German Ambassador in Pakistan, Alfred Grannas, wrote to the Federal Minister for Economic Affairs Division (EAD) that the State Bank of Pakistan (SBP) is refusing to open letters of credit (LCs) through commercial banks, threatening EU-origin electric vehicle imports.
The letter shed light on the difficult situation for the official importers of Mercedes-Benz, BMW, and Audi in Pakistan who deal in electric vehicles (EVs). It argued that the EVs are beneficial to the environment, yet, the SBP wouldn’t allow them to be imported.
The German Ambassador added that a positive regulatory framework for EV imports is a big step. “Additionally, this promises to reduce Pakistan’s reliance on imports of petroleum products which are nearly $22 billion, out of the country’s total import bill of $72 billion approximately,” the letter added.
The Envoy wrote that Germany is Pakistan’s largest trading partner in the EU by volume and value. He expressed worry, stating that the LCs issue could cloud business relations between the two countries.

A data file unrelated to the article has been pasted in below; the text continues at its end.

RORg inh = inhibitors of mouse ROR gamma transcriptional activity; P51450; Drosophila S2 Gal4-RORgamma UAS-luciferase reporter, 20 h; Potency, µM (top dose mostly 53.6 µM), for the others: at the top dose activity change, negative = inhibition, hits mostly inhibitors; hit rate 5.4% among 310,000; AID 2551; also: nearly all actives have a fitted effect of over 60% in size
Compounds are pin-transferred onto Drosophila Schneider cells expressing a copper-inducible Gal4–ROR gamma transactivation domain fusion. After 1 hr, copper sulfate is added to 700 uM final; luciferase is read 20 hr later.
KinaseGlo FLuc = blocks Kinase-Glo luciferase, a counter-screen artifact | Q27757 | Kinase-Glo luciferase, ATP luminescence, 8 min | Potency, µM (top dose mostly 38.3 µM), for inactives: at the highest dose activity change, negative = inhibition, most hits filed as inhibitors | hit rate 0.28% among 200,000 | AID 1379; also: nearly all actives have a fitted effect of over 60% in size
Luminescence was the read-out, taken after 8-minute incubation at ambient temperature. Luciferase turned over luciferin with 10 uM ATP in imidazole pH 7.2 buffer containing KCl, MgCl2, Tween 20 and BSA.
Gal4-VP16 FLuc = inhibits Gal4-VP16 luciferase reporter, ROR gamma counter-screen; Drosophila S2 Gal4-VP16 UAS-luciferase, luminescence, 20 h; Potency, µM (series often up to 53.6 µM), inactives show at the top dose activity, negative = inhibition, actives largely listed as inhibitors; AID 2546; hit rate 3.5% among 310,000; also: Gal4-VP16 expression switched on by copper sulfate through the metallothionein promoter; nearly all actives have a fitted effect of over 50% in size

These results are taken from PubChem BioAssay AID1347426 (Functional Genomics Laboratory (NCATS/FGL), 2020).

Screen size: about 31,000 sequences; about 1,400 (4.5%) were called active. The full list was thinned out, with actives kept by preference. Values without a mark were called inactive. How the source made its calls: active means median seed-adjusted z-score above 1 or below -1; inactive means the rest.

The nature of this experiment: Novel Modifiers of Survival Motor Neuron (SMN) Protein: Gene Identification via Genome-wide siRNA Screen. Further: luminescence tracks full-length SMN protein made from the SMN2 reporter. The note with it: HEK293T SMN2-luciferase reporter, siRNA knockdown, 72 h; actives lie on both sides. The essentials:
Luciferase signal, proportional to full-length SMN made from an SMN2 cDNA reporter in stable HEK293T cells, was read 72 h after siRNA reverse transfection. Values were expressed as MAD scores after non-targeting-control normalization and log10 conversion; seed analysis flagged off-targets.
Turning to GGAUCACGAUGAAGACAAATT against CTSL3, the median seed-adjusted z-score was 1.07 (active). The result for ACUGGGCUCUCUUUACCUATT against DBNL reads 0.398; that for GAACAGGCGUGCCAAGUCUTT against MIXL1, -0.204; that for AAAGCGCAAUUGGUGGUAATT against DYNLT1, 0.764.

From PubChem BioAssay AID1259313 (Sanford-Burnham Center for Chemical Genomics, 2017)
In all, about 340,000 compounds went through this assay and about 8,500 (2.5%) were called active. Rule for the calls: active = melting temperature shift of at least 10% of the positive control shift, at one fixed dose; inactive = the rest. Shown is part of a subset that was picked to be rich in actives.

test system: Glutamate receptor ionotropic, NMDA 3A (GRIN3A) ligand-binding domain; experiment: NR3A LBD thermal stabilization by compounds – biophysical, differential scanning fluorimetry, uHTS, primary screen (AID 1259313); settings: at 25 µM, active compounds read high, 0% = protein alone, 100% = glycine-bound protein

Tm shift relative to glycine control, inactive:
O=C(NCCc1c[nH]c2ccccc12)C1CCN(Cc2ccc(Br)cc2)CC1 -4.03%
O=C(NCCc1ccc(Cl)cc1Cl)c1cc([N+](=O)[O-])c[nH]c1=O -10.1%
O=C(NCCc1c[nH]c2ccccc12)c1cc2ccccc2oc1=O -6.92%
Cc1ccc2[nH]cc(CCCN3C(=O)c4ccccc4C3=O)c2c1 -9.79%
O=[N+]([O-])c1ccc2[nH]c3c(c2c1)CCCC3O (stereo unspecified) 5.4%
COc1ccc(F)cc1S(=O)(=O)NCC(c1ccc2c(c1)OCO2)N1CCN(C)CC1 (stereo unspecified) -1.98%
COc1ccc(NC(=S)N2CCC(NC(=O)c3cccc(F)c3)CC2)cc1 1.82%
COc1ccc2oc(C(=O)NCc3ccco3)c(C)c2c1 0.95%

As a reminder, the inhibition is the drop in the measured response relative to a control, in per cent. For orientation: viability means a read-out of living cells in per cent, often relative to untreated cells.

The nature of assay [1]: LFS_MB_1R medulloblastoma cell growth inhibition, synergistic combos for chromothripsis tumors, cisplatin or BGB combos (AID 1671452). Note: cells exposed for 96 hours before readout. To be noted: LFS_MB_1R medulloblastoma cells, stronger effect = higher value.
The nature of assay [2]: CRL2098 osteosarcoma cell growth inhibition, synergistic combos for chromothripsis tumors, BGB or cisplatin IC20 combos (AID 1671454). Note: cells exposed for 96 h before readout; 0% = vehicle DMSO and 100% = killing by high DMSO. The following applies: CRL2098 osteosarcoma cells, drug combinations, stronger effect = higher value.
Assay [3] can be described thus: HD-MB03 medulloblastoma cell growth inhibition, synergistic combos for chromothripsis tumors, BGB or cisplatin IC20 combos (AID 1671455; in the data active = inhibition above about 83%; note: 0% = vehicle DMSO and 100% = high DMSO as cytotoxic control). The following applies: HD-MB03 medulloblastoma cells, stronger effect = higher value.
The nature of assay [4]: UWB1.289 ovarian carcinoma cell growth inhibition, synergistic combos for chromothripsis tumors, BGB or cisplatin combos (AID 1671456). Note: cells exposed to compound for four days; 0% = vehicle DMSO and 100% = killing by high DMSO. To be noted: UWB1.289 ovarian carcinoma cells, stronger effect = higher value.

A Counter Argument
As per the analysts’ and economists’ opinions, the German Envoy’s argument is lukewarm at best.
It is a well-known fact that the only German EVs that exist in Pakistan are from high-end carmakers such as Mercedes-Benz, BMW, Audi, and Porsche. Each EV costs a fortune and takes a massive toll on foreign exchange reserves.
Pakistan is currently going through the worst economic crisis in history, with numerous local industries observing intermittent shutdowns. The enablement of foreign exchange outflow would only hurt the local industries and economy more.
With that in consideration, opening LCs for high-end luxury EVs is not at all a pragmatic solution.